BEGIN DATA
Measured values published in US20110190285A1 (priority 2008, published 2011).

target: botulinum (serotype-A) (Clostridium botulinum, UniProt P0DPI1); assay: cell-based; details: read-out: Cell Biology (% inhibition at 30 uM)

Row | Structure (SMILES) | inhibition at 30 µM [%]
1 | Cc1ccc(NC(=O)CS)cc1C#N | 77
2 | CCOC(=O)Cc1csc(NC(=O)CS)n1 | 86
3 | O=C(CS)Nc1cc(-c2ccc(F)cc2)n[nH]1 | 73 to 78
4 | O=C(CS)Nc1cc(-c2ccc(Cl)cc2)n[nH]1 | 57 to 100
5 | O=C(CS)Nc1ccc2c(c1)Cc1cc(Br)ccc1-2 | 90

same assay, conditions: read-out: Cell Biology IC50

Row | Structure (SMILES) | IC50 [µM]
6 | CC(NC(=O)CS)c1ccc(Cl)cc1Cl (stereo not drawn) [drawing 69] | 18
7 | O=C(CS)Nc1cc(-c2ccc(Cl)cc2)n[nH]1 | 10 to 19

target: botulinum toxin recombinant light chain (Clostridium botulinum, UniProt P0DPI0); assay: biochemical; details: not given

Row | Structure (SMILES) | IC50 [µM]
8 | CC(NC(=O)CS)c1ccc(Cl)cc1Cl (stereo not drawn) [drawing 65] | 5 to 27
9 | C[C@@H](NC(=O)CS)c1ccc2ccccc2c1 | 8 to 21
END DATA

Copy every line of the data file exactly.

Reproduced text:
Measured values published in US20110190285A1 (priority 2008, published 2011).

target: botulinum (serotype-A) (Clostridium botulinum, UniProt P0DPI1); assay: cell-based; details: read-out: Cell Biology (% inhibition at 30 uM)

Row | Structure (SMILES) | inhibition at 30 µM [%]
1 | Cc1ccc(NC(=O)CS)cc1C#N | 77
2 | CCOC(=O)Cc1csc(NC(=O)CS)n1 | 86
3 | O=C(CS)Nc1cc(-c2ccc(F)cc2)n[nH]1 | 73 to 78
4 | O=C(CS)Nc1cc(-c2ccc(Cl)cc2)n[nH]1 | 57 to 100
5 | O=C(CS)Nc1ccc2c(c1)Cc1cc(Br)ccc1-2 | 90

same assay, conditions: read-out: Cell Biology IC50

Row | Structure (SMILES) | IC50 [µM]
6 | CC(NC(=O)CS)c1ccc(Cl)cc1Cl (stereo not drawn) [drawing 69] | 18
7 | O=C(CS)Nc1cc(-c2ccc(Cl)cc2)n[nH]1 | 10 to 19

target: botulinum toxin recombinant light chain (Clostridium botulinum, UniProt P0DPI0); assay: biochemical; details: not given

Row | Structure (SMILES) | IC50 [µM]
8 | CC(NC(=O)CS)c1ccc(Cl)cc1Cl (stereo not drawn) [drawing 65] | 5 to 27
9 | C[C@@H](NC(=O)CS)c1ccc2ccccc2c1 | 8 to 21